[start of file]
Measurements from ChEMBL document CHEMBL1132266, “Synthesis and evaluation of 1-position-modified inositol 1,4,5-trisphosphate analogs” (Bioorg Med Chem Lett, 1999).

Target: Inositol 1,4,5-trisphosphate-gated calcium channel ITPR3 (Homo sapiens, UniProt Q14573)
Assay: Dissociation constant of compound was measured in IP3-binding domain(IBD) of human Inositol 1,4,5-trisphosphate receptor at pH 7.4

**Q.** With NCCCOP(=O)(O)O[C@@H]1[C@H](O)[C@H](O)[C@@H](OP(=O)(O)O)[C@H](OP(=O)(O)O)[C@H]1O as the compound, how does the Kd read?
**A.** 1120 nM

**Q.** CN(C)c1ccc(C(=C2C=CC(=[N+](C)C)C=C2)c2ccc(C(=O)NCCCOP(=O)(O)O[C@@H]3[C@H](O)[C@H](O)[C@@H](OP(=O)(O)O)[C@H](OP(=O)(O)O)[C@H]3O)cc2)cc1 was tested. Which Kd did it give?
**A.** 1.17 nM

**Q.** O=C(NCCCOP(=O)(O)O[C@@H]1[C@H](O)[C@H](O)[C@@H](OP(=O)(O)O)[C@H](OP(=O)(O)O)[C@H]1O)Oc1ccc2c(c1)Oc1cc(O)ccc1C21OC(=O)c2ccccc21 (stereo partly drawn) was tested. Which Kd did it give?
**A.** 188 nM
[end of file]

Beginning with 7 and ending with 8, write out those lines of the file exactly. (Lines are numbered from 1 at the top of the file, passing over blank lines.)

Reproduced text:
**A.** 1.17 nM

**Q.** O=C(NCCCOP(=O)(O)O[C@@H]1[C@H](O)[C@H](O)[C@@H](OP(=O)(O)O)[C@H](OP(=O)(O)O)[C@H]1O)Oc1ccc2c(c1)Oc1cc(O)ccc1C21OC(=O)c2ccccc21 (stereo partly drawn) was tested. Which Kd did it give?